Coronavirus Reaches Monroe County
Updated: Mar 12
The COVID-19 outbreak has come to the Poconos. This afternoon, the Pennsylvania Department of Health announced that the Monroe County patient is one of ten "presumptive positive" cases in the commonwealth. More cases are expected for the state.
“While we anticipate that there will be more Pennsylvanians with COVID-19 in the coming days and weeks, it is important for residents to know the commonwealth is prepared and to be prepared themselves,” Pennsylvania Secretary of Health Dr. Rachel Levine told The Boro* in a written statement, “Right now, you have a higher chance of testing positive for COVID-19 if you have traveled to a country or state with known community outbreaks or have come in contact with someone who has the virus. We are working with the health care community across Pennsylvania to keep them informed, consult on patient testing and ensuring they have the resources they need to care for patients.”
Three days ago, Governor Tom Wolf signed an emergency disaster declaration. That declaration permitted state agencies involved in the response to the outbreak "have the expedited resources they need to continue to focus on the virus and its possible spread." Beginning today, the state's health department will provide daily press briefings on the status of the outbreak and response in Pennsylvania.
Symptoms of the COVID-19 can include fever, cough and shortness of breath. The symptoms may appear in as few as two days or as long as 14 days after exposure. Reported illnesses have ranged from people with little to no symptoms to people being severely ill and dying. Individuals most at risk for severe symptoms include elderly and those with pre-existing conditions.
The health department reminds Pennsylvanians to:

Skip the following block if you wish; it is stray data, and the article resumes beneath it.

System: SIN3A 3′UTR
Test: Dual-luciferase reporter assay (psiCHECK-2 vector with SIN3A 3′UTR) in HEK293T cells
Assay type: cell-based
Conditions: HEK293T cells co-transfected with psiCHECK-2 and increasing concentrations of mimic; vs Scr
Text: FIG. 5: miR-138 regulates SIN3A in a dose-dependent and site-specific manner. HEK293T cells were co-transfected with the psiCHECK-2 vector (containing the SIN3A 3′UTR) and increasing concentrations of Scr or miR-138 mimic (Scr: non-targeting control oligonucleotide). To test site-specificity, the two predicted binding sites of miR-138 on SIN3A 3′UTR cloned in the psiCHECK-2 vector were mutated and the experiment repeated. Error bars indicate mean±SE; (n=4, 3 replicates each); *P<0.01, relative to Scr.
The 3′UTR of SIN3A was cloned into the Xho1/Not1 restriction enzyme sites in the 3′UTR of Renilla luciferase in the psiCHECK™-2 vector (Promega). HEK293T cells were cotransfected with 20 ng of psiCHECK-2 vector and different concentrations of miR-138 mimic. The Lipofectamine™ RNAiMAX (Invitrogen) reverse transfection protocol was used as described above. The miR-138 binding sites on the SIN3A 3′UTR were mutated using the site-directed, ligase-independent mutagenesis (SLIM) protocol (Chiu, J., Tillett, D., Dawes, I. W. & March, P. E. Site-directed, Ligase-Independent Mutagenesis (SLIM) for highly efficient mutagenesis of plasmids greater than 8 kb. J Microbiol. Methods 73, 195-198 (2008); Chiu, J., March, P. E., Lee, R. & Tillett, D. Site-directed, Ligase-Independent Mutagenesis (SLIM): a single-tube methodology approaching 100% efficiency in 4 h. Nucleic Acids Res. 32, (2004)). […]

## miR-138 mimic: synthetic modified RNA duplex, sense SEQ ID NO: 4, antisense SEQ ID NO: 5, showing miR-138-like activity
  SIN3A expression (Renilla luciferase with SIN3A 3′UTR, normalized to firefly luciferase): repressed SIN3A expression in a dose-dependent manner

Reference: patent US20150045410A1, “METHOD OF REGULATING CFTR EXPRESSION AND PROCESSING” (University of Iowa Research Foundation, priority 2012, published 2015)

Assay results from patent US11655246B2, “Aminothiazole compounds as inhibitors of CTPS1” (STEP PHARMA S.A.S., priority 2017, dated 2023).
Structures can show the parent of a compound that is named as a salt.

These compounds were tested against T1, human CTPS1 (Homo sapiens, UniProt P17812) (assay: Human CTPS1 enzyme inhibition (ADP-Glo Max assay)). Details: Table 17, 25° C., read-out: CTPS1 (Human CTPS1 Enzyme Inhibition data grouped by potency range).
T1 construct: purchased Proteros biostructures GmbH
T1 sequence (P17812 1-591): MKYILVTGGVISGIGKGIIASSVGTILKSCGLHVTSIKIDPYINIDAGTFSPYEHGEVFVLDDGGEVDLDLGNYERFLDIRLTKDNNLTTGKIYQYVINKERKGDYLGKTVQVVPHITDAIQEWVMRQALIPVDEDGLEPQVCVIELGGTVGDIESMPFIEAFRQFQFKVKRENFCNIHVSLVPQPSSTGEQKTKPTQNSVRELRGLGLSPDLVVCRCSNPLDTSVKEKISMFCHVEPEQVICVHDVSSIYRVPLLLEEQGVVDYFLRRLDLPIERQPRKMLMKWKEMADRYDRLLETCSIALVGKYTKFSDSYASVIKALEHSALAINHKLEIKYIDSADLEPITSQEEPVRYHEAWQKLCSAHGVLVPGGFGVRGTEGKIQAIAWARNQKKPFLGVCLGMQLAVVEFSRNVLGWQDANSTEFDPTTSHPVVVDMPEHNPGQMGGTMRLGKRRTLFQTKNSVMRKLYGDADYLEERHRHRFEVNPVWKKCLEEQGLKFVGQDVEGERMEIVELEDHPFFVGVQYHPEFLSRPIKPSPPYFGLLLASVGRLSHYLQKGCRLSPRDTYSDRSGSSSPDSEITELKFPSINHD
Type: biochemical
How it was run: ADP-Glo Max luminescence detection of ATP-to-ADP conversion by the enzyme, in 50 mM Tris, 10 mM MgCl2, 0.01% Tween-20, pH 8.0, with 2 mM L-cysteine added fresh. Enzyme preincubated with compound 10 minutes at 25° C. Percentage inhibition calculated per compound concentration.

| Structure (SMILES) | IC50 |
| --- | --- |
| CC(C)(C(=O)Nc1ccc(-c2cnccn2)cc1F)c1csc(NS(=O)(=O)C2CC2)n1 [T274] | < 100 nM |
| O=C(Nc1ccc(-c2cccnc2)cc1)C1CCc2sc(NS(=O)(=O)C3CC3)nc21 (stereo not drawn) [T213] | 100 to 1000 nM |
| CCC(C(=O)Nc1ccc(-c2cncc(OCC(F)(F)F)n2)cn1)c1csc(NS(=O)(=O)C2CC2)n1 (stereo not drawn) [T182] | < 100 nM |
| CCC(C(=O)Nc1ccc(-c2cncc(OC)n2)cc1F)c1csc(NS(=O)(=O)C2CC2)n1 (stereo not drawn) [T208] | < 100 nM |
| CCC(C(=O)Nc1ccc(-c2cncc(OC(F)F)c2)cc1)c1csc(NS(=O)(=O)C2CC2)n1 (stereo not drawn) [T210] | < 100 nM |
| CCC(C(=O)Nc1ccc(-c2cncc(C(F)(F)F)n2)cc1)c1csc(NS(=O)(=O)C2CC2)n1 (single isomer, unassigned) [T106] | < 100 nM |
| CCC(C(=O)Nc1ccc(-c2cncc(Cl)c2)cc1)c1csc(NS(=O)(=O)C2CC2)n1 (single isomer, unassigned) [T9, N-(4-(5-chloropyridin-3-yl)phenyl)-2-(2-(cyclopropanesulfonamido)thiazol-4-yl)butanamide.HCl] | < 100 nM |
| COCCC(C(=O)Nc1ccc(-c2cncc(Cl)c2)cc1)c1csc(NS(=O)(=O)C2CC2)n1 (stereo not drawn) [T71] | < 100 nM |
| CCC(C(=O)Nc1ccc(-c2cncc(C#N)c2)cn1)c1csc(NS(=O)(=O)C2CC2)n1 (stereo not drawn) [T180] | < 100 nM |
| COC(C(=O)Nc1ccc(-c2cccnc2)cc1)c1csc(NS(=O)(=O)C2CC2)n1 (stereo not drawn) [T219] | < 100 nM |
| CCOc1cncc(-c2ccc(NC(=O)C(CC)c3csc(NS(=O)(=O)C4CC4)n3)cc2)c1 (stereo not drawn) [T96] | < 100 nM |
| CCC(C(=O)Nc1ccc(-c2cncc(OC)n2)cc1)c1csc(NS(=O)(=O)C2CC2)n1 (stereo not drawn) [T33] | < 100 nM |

Wash your hands often with soap and water for at least 20 seconds. Use an alcohol- based hand sanitizer if soap and water are not available.
Cover any coughs or sneezes with your elbow, not your hands.
Clean surfaces frequently, such as countertops, light switches, cell phones and other frequently touched areas.
Stay home if you are sick.
Currently, there are over 111,000 cases worldwide, including nearly 3,900 deaths. There are 600 cases and 22 deaths to date in the United States. The Pennsylvania Department of Health expects cases to continue to be confirmed in the upcoming days and weeks but wants everyone to take action to help prevent the spread of the virus. “Further spread of this virus throughout the nation will likely occur. We encourage people to prepare for potential life disruptions. The same family emergency plans and kits that we use to prepare for flu or norovirus, and even snowstorms and floods, are important now." said Dr. Levine. “Since the start of flu season, we have encouraged Pennsylvanians to stop the spread of illnesses by washing your hands, covering coughs and sneezes, cleaning surfaces and staying home if you are sick. Those are the same healthy habits you should continue to practice to protect your family and yourself against the spread of this virus."